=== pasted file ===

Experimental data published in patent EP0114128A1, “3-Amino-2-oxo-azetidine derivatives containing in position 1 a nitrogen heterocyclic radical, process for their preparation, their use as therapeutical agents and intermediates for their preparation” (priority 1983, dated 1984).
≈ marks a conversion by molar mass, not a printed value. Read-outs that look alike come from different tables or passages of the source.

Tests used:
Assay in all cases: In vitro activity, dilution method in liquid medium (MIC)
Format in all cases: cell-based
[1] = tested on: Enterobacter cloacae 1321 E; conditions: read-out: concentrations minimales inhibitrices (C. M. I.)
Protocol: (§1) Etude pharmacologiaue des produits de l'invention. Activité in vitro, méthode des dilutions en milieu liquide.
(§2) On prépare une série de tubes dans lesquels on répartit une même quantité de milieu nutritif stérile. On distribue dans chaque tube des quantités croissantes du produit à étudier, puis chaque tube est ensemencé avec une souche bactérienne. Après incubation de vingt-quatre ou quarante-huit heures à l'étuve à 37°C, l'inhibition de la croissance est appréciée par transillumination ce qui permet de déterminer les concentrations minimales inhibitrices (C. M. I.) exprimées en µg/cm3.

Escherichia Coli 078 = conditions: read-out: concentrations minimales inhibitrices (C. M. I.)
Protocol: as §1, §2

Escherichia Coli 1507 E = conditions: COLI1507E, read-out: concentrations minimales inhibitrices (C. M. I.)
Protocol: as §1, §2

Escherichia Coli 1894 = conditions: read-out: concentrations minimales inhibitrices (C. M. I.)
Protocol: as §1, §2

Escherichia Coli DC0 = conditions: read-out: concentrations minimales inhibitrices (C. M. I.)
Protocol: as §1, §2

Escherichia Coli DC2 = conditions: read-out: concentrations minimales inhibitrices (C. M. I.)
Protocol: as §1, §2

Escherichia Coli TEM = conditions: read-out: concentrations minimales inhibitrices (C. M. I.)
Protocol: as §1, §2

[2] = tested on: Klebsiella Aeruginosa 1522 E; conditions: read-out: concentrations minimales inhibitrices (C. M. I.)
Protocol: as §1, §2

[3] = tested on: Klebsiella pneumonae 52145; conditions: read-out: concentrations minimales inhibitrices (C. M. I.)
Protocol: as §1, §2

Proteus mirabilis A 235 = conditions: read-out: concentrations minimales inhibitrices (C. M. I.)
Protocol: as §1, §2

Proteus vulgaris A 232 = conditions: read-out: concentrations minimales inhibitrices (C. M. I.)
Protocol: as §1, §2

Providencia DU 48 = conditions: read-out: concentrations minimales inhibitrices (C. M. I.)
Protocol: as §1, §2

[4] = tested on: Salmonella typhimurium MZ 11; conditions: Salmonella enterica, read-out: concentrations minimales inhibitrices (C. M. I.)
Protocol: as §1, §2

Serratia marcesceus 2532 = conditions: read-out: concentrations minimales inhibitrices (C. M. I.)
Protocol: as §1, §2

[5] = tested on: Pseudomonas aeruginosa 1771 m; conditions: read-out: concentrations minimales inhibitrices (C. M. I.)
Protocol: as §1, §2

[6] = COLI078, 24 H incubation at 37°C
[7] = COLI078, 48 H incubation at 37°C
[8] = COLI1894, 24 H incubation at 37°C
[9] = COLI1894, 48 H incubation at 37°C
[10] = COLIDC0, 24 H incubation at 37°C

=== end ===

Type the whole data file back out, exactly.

Experimental data published in patent EP0114128A1, “3-Amino-2-oxo-azetidine derivatives containing in position 1 a nitrogen heterocyclic radical, process for their preparation, their use as therapeutical agents and intermediates for their preparation” (priority 1983, dated 1984).
≈ marks a conversion by molar mass, not a printed value. Read-outs that look alike come from different tables or passages of the source.

Tests used:
Assay in all cases: In vitro activity, dilution method in liquid medium (MIC)
Format in all cases: cell-based
[1] = tested on: Enterobacter cloacae 1321 E; conditions: read-out: concentrations minimales inhibitrices (C. M. I.)
Protocol: (§1) Etude pharmacologiaue des produits de l'invention. Activité in vitro, méthode des dilutions en milieu liquide.
(§2) On prépare une série de tubes dans lesquels on répartit une même quantité de milieu nutritif stérile. On distribue dans chaque tube des quantités croissantes du produit à étudier, puis chaque tube est ensemencé avec une souche bactérienne. Après incubation de vingt-quatre ou quarante-huit heures à l'étuve à 37°C, l'inhibition de la croissance est appréciée par transillumination ce qui permet de déterminer les concentrations minimales inhibitrices (C. M. I.) exprimées en µg/cm3.

Escherichia Coli 078 = conditions: read-out: concentrations minimales inhibitrices (C. M. I.)
Protocol: as §1, §2

Escherichia Coli 1507 E = conditions: COLI1507E, read-out: concentrations minimales inhibitrices (C. M. I.)
Protocol: as §1, §2

Escherichia Coli 1894 = conditions: read-out: concentrations minimales inhibitrices (C. M. I.)
Protocol: as §1, §2

Escherichia Coli DC0 = conditions: read-out: concentrations minimales inhibitrices (C. M. I.)
Protocol: as §1, §2

Escherichia Coli DC2 = conditions: read-out: concentrations minimales inhibitrices (C. M. I.)
Protocol: as §1, §2

Escherichia Coli TEM = conditions: read-out: concentrations minimales inhibitrices (C. M. I.)
Protocol: as §1, §2

[2] = tested on: Klebsiella Aeruginosa 1522 E; conditions: read-out: concentrations minimales inhibitrices (C. M. I.)
Protocol: as §1, §2

[3] = tested on: Klebsiella pneumonae 52145; conditions: read-out: concentrations minimales inhibitrices (C. M. I.)
Protocol: as §1, §2

Proteus mirabilis A 235 = conditions: read-out: concentrations minimales inhibitrices (C. M. I.)
Protocol: as §1, §2

Proteus vulgaris A 232 = conditions: read-out: concentrations minimales inhibitrices (C. M. I.)
Protocol: as §1, §2

Providencia DU 48 = conditions: read-out: concentrations minimales inhibitrices (C. M. I.)
Protocol: as §1, §2

[4] = tested on: Salmonella typhimurium MZ 11; conditions: Salmonella enterica, read-out: concentrations minimales inhibitrices (C. M. I.)
Protocol: as §1, §2

Serratia marcesceus 2532 = conditions: read-out: concentrations minimales inhibitrices (C. M. I.)
Protocol: as §1, §2

[5] = tested on: Pseudomonas aeruginosa 1771 m; conditions: read-out: concentrations minimales inhibitrices (C. M. I.)
Protocol: as §1, §2

[6] = COLI078, 24 H incubation at 37°C
[7] = COLI078, 48 H incubation at 37°C
[8] = COLI1894, 24 H incubation at 37°C
[9] = COLI1894, 48 H incubation at 37°C
[10] = COLIDC0, 24 H incubation at 37°C